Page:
Paul Pratt was just 23 when he suffered three consecutive strokes which left him unable to speak, walk or feed himself. After years as a prisoner in his unresponsive body, he is finally taking back control. Here the 33-year-old from Pinehurst shares his harrowing journey back to the life he once knew.

AFTER the strokes, for a long time I thought there was nothing left for me.

I was a normal lad. I worked at Sainsbury's and I was looking to move up.

But everything changed when I came home from work one Monday in 2006. There was no warning. I had been complaining of a headache but it wasn't unusual for me to get little headaches. The next morning I woke up and had my first stroke.

All I remember is shouting out for help and my sister running into my room. I had attempted to phone my mum to get help but I couldn't speak. I ended up throwing and stamping on the phone in frustration. The rest is a blur. I was taken to the hospital but they sent me home. They didn't know what was wrong. The next day it happened again. I went to A&E but was sent home again. I had another stroke then. I spent hours on the living room floor; I couldn't move and no-one could move me. I was in a coma for ten days. My mother was preparing herself to bury me.

In the end I was diagnosed with cerebral venous thrombosis [a blood clot in the venous sinuses, which drains blood from the brain, can cause strokes and is life-threatening]. When I came round, I didn't even recognise my mother but I recognised my step-father. And I was convinced my dad, who had died long ago, was still alive.

I spent five weeks in hospital. I couldn't talk; the words just wouldn't come out. It's hard to explain a brain injury to anyone who hasn't experienced it. But I felt like a prisoner in my own mind. I describe my mind as a computer: the hardware is intact but the software is at fault.

By the time I went home, I was able to express myself a little. But I felt so angry. My mum and I had always had a close relationship and I took my anger out on her. I thought I was on my own and that this was what my life would be - not really living.

I had to relearn everything: swallowing, walking, talking.

It was so difficult to express myself, I found it easier to not to. I thought I was better off keeping quiet rather than saying the wrong thing. I had anxiety attacks and I was constantly scared I would have another stroke. I still worry about it now. I became depressed. I sometimes thought I would have been better off if I hadn't made it. I felt like a burden on my mum. We would snap at each other; it wasn't fair.

Eventually I found out about brain injury charity Headway & District through word of mouth in 2007.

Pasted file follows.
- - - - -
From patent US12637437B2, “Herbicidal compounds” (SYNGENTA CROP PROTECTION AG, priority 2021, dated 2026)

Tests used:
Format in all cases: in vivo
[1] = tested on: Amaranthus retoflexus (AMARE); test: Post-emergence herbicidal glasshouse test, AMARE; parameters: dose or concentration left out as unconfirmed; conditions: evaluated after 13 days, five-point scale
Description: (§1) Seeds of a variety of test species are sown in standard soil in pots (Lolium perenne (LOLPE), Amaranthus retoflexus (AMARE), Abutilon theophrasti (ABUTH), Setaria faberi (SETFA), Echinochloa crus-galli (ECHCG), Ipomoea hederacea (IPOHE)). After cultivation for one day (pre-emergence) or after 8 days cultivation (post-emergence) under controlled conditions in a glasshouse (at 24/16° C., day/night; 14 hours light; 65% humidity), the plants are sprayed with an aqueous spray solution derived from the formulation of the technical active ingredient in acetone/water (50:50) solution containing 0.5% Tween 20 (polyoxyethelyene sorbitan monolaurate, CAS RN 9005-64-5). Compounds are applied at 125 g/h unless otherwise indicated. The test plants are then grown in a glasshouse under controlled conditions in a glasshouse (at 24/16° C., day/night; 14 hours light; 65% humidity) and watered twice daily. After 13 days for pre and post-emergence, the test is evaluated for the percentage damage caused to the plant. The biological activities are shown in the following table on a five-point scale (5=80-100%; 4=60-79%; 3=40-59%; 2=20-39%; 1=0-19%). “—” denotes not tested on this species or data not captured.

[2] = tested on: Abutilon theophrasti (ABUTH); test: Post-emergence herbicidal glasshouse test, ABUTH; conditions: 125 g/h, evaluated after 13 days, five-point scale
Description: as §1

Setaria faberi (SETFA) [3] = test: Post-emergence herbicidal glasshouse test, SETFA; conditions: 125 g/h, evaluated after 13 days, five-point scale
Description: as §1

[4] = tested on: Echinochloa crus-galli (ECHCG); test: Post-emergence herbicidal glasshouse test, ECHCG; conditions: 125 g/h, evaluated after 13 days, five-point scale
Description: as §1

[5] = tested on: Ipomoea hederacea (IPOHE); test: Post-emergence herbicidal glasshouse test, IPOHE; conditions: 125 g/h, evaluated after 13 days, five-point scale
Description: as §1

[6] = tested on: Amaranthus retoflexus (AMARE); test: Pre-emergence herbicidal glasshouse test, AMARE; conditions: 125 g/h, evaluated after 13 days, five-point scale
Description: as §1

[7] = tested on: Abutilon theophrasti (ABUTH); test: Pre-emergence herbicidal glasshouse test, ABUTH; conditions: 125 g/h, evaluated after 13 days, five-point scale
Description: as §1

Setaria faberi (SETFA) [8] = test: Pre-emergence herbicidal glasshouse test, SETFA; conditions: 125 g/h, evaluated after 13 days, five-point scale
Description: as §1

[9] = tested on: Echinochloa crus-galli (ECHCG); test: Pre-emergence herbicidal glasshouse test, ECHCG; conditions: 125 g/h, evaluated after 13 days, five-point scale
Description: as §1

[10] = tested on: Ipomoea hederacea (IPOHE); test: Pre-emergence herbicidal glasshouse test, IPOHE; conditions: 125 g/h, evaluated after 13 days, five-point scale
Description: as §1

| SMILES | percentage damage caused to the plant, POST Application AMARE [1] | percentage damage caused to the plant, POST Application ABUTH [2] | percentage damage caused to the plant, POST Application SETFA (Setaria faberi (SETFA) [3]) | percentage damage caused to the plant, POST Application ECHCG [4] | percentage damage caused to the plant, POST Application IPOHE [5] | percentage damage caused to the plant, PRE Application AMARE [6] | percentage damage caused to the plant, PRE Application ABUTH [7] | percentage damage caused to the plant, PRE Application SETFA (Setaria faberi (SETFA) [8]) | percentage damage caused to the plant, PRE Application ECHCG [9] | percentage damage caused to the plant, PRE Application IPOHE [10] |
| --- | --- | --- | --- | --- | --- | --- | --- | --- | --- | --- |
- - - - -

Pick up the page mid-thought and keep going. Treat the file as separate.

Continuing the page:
It has been a life-saver and it has helped me to re-establish a life. I needed motivation and the staff gave it to me by the bucketload.

When I first arrived I was frustrated, angry and I barely talked. I was still very anxious after the first few weeks but I learnt to relax. I worked on my speech, maths and basic tasks like cooking.

But it took me a long time to accept what happened and cope with the whirlwind and emotional baggage that come with a brain injury.

The injury caused a slight change to my personality. I go through extremes sometimes. It's all or nothing. You either go full speed, with friendships for example, or you don't see the point.

After the stroke I started drinking quite heavily just to cope. When I was drunk, I felt like I was coming out of myself. The alcohol switched off my inhibitions and I felt I could finally express myself. I would sometimes come to Headway with a hangover; but I have been sober for two years. Headway has helped me to work through some of my issues.

They recommended physical exercise and it really helped with my self-esteem. I had become sedentary, gained weight. Three years ago I met a personal trainer called Ricardo. He also introduced me to meditation and he's helped me to let go of the frustration. Without Headway none if it would have been possible.

The charity has helped me explore new aspects of my personality I didn't know existed and bring out the confidence I had lost after my brain injury. There are still some challenges. Pre-stroke, I could read a book cover to cover. Now I can only do it chapter by chapter. I get tired and lose my concentration.

Once thing I have learnt is to make my goals more manageable. I have to do everything in stages and not set myself up for disappointment. But I'm trying to keep myself busy - if I stop for too long I end up wallowing and I can't do that. You can become quite self-absorbed after a brain injury.

I am about 75-80 per cent back to the person I was before. But that 20 per cent means that I probably never will get it all back. It's taken a while for it to register but I've learnt to accept it.

It's been a long hard road but I feel more in touch with myself.

I didn't think I would again, but now I feel like I have a life.